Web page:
> > To check if a bit is on we do
> > return d_flags & flag;
> > where flag is one flag. To check if a bit is off would this work?
> > return ~d_flags & flag;
>
> return !( d_flags & flag );
Question: what is the type of !(d_flags & flag ).


The results of && || ! are all int.


Not according to ISO14882 sections 5.3.1, 5.14 and 5.15:
"The result is a bool".
The type of !(d_flags & flag) is bool, right?
No


Yes [ibid.]
This would mean converting an int to bool, which I imagine is internally
something like

if (value != 0) result = 1;
else result = 0;

Thus !(d_flags & flag) is

if (d_flags & flag == 0) result = 1;
else result = 0;
I don't know why so many people have misgivings about "int to bool
conversions".


I don't know why so many people have misgivings about the argument and
result types of !, && and ||.
false is zero and true is non-zero. This was the case
even before computers were invented. No assembly instructions are
required.
There's at least one architecture where even=>false and odd=>true.
But would

return ~d_flags & flag;

be faster?


Why don't you do some profiling. Both cases involve 2 operations.


--
Richard Herring
Jul 22 '05 #7

P: n/a
Richard Herring <ju**@[127.0.0.1]> wrote:
Old Wolf writes:
"Siemel Naran" <Si*********@REMOVE.att.net> wrote:

Question: what is the type of !(d_flags & flag ).


The results of && || ! are all int.


Not according to ISO14882 sections 5.3.1, 5.14 and 5.15:
"The result is a bool".


How right you are
This would mean converting an int to bool, which I imagine is internally
something like

if (value != 0) result = 1;
else result = 0;

Thus !(d_flags & flag) is

if (d_flags & flag == 0) result = 1;
else result = 0;


I don't know why so many people have misgivings about "int to bool
conversions".


I don't know why so many people have misgivings about the argument and
result types of !, && and ||.


It's different in C. But this is a different issue to int-to-bool
conversions, which the OP was asking about.
false is zero and true is non-zero. This was the case
even before computers were invented. No assembly instructions are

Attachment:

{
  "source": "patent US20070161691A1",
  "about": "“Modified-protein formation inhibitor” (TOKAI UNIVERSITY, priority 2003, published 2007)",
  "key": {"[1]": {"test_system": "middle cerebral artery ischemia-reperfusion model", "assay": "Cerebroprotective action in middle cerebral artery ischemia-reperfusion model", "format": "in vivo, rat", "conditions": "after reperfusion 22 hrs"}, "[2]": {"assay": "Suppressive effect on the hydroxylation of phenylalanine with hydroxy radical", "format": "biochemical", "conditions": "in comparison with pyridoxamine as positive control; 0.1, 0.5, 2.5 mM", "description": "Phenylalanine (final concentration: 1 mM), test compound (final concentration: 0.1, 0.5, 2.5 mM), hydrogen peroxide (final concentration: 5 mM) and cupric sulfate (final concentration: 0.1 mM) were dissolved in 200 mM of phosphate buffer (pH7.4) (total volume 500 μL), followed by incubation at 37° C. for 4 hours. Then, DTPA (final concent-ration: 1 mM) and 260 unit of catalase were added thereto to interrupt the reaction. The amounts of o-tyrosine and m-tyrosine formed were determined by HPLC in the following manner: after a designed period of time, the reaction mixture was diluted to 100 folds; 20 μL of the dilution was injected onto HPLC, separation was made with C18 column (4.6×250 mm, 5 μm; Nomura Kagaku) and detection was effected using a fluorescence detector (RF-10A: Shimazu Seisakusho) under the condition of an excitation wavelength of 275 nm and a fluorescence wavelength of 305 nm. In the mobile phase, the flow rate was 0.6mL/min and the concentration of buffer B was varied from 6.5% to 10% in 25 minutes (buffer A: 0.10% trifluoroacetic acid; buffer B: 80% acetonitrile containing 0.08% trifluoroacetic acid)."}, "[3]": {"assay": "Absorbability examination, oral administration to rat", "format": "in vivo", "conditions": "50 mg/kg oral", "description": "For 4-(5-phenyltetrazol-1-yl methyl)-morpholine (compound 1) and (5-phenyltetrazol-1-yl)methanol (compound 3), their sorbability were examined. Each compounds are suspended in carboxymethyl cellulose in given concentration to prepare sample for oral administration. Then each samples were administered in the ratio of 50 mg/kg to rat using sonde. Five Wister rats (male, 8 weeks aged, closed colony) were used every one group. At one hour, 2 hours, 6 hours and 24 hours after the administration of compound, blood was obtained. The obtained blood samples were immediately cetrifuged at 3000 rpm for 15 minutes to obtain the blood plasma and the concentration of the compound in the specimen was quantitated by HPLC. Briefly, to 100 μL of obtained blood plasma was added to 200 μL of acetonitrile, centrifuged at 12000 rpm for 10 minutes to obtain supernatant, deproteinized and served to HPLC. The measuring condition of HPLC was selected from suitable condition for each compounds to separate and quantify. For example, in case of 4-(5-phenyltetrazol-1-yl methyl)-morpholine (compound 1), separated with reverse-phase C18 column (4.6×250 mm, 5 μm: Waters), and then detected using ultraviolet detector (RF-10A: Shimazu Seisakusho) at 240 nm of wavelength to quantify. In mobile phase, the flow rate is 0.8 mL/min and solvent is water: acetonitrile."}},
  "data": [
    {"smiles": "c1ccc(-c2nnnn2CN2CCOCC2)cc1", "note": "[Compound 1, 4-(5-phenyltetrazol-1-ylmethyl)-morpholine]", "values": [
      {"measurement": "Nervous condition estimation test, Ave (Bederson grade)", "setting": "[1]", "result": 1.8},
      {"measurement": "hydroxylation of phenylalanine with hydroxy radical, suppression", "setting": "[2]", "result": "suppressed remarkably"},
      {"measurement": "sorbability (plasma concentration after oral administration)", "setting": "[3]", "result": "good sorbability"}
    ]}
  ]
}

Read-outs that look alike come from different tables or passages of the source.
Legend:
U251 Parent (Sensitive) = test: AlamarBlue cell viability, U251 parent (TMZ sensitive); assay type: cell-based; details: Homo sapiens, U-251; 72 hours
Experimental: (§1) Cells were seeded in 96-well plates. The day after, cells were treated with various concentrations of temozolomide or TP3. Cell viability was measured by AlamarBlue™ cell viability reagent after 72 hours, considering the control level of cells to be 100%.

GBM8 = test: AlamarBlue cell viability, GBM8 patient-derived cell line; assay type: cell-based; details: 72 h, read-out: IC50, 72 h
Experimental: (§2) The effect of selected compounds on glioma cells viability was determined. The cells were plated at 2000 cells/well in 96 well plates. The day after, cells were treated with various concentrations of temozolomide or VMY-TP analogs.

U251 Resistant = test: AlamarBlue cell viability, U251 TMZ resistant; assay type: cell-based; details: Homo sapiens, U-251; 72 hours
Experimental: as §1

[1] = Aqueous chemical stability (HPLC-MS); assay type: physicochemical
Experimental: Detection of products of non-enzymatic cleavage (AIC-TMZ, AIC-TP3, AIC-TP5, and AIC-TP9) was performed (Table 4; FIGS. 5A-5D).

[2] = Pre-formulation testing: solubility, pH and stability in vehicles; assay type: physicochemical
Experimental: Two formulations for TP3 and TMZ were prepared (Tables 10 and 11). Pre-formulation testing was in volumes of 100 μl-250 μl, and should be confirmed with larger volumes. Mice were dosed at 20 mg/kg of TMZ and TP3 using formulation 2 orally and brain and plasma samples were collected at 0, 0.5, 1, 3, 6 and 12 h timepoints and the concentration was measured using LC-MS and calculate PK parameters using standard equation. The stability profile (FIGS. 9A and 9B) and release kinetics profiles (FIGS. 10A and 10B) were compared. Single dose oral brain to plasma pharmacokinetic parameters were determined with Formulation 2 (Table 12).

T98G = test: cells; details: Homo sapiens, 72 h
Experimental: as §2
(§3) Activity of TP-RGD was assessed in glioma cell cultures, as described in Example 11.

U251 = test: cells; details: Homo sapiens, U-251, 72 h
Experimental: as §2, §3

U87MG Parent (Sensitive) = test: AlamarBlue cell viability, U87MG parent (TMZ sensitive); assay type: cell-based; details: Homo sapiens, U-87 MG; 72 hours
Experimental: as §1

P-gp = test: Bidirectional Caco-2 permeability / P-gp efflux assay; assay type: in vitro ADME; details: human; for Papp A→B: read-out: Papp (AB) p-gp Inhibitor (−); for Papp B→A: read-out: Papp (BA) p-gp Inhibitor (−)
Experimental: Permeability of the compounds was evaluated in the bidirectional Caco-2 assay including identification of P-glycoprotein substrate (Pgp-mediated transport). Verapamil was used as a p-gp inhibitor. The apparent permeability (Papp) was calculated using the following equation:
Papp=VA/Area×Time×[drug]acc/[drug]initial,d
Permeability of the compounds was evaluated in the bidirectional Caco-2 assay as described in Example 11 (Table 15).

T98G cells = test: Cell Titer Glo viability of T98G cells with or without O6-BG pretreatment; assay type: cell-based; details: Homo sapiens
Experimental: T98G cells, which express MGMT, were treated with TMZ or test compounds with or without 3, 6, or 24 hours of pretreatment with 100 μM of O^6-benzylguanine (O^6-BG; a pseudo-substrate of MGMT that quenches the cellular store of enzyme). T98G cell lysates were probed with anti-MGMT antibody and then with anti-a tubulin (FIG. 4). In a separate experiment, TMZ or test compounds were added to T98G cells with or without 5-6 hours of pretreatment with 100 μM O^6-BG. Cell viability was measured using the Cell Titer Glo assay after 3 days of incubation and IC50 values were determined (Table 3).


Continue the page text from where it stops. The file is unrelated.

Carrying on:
required.


There's at least one architecture where even=>false and odd=>true.


Irrelevant to C++ (as was the original point, too)
Jul 22 '05 #8

P: n/a
In message <84**************************@posting.google.com >, Old Wolf
<ol*****@inspire.net.nz> writes
Richard Herring <ju**@[127.0.0.1]> wrote:
Old Wolf writes:
>"Siemel Naran" <Si*********@REMOVE.att.net> wrote:
>>
>> Question: what is the type of !(d_flags & flag ).
>
>The results of && || ! are all int.
Not according to ISO14882 sections 5.3.1, 5.14 and 5.15:
"The result is a bool".


How right you are
>> This would mean converting an int to bool, which I imagine is internally
>> something like
>>
>> if (value != 0) result = 1;
>> else result = 0;
>>
>> Thus !(d_flags & flag) is
>>
>> if (d_flags & flag == 0) result = 1;
>> else result = 0;
>
>I don't know why so many people have misgivings about "int to bool
>conversions".


I don't know why so many people have misgivings about the argument and
result types of !, && and ||.


It's different in C.


It would have to be. C had no bool type.
But this is a different issue to int-to-bool
conversions, which the OP was asking about.
>false is zero and true is non-zero. This was the case
>even before computers were invented. No assembly instructions are
>required.


There's at least one architecture where even=>false and odd=>true.


Irrelevant to C++ (as was the original point, too)


You're the one who raised assembly instructions.

--
Richard Herring
Jul 22 '05 #9

This discussion thread is closed

Replies have been disabled for this discussion.